Designer: Asger Johansen
Artist: Snorre Krogh
Player Count: 2-4 players depending on how many decks you own
Play time 15-30 minutes
A prototype copy of Combo Fighter was provided by Kolossal Games for this preview. I want to thank Kolossal Games for supporting Jambalaya Plays Games. Everything you see in this preview is in prototype form.
There are a lot of references to games like Killer Instinct, Street Fighter, and Tekken. I hope that some of the minor references don’t throw you off.
C-C-C-C Combo Fighter!
During my pre-teen years, I spent the majority of my Saturday afternoons at Sega’s Timeout. The arcade on the other side of town, was my addiction. I took three buses to get to Northridge Mall, but I wasn’t bored during my 75 minute ride. I had Prima Strategy Guides for all the fighting games to get me prepared for an afternoon on the sticks. I played Street Fighter 2, Mortal Kombat, Tekken, Virtual Fighter, and Dead or Alive religiously with whatever change I could scrape together during the week. One game I couldn’t stand was Killer Instinct (now I love it). The ridiculous combos random any could pull off with Jago or Saberwulf by mashing buttons irritated me on so many levels. I could prepare all of my combo strings and get completely crushed by a newbie. While I was taking L’s (losses) from random opponents, I started to wonder if being so prepared was hindering my fun. Maybe mashing buttons and getting off random moves is just as pleasing as being a skilled combo machine. Combo Fighter is a card battle game that somehow found a way to replicate the experience of strategic and unpredictable moments of a fighting game. Let’s take a deeper look at what Combo Fighter has to offer. Hopefully this preview will help you make an informed decision. Maybe I’m just mashing buttons on this keyboard and hoping for the best.
Preview or Strategy Guide?
Below I have a video that I shot at Origins with Kira Peavley of Kolossal Games. The video gives a solid gameplay overview. For this preview, I want to focus on the strategy of both characters and hopefully you’ll understand the depth of each character. Let’s take a deep dive into each character from the base VS Pledge, Sno Storm and Tele “Stomp” Manava.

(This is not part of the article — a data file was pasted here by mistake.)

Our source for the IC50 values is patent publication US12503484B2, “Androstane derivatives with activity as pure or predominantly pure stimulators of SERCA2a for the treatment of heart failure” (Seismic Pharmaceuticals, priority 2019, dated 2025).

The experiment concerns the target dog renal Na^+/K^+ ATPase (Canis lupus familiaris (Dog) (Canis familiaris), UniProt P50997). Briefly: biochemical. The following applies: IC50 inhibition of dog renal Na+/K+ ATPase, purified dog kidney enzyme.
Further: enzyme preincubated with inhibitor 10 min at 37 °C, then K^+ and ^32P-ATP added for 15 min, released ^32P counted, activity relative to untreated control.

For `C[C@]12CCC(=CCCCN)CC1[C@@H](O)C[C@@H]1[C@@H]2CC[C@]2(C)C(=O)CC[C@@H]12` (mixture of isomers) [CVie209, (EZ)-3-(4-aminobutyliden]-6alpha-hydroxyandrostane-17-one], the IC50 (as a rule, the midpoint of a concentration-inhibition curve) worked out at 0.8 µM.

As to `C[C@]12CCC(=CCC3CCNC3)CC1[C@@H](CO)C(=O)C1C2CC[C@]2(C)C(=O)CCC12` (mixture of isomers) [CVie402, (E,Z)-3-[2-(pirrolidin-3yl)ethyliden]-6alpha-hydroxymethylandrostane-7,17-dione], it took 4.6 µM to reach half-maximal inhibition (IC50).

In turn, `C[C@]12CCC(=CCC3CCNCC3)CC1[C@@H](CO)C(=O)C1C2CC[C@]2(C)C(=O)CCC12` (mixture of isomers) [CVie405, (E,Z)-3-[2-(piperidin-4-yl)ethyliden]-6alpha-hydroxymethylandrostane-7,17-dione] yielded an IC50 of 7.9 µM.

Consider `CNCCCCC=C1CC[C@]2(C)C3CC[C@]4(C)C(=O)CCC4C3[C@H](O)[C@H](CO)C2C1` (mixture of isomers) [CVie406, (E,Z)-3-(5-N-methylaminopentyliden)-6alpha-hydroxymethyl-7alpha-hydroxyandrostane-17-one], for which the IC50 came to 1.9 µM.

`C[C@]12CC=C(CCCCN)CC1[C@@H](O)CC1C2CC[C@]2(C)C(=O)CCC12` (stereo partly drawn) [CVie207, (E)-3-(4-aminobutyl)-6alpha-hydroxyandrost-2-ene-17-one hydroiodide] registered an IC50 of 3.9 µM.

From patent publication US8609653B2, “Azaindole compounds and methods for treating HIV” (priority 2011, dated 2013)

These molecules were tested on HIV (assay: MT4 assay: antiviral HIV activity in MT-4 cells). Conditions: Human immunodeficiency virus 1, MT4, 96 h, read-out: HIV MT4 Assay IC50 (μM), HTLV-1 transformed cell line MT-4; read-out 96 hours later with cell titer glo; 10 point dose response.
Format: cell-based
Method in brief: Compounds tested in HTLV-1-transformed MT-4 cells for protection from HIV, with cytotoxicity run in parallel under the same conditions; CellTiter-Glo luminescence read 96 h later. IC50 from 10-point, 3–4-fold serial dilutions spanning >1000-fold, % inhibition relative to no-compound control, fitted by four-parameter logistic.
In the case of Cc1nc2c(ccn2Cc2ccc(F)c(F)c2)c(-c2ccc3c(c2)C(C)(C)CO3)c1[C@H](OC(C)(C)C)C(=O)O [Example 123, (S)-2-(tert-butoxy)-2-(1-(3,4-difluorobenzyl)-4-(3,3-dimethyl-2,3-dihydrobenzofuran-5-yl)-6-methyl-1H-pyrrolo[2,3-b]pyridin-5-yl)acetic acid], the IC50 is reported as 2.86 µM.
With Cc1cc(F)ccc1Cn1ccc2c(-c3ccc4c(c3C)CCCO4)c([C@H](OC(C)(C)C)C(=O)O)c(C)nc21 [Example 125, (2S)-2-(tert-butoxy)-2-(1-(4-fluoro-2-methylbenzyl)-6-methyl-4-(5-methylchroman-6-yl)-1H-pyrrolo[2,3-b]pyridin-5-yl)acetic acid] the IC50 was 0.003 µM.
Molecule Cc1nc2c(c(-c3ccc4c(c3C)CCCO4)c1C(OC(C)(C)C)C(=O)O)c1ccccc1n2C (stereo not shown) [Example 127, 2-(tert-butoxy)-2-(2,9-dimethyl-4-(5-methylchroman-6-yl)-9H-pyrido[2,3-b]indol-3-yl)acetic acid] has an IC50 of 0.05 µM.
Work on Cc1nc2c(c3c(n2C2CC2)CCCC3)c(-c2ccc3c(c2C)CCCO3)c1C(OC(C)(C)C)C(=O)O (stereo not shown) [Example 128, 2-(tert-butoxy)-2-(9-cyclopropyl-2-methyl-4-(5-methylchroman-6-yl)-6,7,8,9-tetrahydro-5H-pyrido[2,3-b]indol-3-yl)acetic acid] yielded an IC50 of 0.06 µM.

Tele “Stomp” Manava Strategy Guide
Stomp’s 50 card deck is pretty evenly balanced, with a very slight edge towards defense. Even with a balanced deck, Stomp uses a mix of defense and footwork cards to apply heavy damage. You aren’t restricted to the signature combos on the player card, Combo Fighter encourages players to make up more powerful combos on their own. Any combos you can create with Stomp takes massive chunks out of your opponent’s deck (health), similar to a Zangief’s Level 3 Spinning Piledriver. Every character in Combo Fighter has a Power Token. To flip the Power Token to side B, Stomp player complete a signature move called the War Dance. War Dance is kind of a warm up move that deals no damage, but it turns him into an even more lethal opponent. With +6 damage added to his Earthquake card, some of the combos he can dish out cause 20+ damage. Overall, I feel like Stomp is the more strategic of the two characters in this prototype. Players have a variety of ways to take cause significant damage without playing their entire hand. Tele “Stomp” Manava is deck destroyer. It hurts to discard that many cards at once. Yeesh!
Sno Storm Strategy Guide
Sno Storm’s play strategy is all about offense, more offense, and a little footwork to create more offense. Sno has two interesting mechanics that give her more snap to her kicks. She receives +1 to her offensive initiative, which will help break initiative ties between two attack cards. She also has a combo mechanic that’s a damage multiplier. Each “x” on her attack cards deal damage equal to the total amount of cards played that round. For example, if a player plays a total of 4 cards in a round, each combo card with an x will be worth 4 points of damage. When Sno performs her Switch Dance signature combo, then her Power Kick finishes off combos with a bang. When her Power Token is flipped to the B side, her Power Kick card does triple damage. Take a look at this pictures below.
Sno Storm is an example of how well-designed Combo Fighter is. In order to make sure this character is balanced and not too powerful, there had to be a lot serious play testing and I appreciate that.